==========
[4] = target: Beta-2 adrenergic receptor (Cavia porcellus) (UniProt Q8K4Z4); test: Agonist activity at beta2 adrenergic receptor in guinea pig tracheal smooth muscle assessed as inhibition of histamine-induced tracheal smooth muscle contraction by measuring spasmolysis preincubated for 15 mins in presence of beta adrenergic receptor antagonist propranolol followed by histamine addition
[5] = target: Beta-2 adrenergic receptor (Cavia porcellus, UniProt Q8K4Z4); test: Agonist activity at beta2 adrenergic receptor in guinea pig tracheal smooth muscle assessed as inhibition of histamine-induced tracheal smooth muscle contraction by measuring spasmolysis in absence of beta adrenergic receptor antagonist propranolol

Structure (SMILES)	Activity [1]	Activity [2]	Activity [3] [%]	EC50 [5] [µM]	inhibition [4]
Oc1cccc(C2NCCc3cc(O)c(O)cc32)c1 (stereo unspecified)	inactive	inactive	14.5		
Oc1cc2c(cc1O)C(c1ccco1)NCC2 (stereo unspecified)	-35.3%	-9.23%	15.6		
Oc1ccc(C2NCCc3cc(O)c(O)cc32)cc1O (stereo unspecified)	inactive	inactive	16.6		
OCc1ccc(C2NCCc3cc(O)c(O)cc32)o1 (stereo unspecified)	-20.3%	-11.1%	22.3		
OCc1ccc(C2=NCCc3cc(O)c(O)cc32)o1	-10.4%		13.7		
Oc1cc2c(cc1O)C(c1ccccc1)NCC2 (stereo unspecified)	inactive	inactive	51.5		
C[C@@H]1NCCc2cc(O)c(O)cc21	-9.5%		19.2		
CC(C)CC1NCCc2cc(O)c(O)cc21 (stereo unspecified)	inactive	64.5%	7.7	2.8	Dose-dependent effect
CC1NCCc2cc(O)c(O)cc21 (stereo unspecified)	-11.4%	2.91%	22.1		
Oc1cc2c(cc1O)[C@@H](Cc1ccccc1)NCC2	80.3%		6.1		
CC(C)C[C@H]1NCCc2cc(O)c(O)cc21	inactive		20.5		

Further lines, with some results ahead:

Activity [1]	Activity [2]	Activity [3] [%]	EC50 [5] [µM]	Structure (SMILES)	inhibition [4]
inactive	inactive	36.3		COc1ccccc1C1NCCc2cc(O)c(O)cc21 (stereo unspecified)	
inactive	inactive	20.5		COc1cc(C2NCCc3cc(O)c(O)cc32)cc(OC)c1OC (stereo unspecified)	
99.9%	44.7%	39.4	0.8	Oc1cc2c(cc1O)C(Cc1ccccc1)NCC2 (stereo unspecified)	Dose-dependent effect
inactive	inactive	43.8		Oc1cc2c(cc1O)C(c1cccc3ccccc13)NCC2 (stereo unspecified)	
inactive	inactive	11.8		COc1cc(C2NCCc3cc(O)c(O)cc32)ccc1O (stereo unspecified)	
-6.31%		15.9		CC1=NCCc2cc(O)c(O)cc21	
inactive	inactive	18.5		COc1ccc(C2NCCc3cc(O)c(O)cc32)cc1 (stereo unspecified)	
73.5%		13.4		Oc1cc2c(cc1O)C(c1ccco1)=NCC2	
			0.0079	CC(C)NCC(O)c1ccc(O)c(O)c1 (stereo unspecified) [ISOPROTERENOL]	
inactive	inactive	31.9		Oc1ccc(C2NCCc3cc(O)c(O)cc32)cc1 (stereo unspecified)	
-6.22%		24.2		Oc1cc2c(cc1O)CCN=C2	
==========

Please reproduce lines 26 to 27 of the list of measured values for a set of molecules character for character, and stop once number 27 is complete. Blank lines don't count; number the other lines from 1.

inactive	inactive	31.9		Oc1ccc(C2NCCc3cc(O)c(O)cc32)cc1 (stereo unspecified)	
-6.22%		24.2		Oc1cc2c(cc1O)CCN=C2	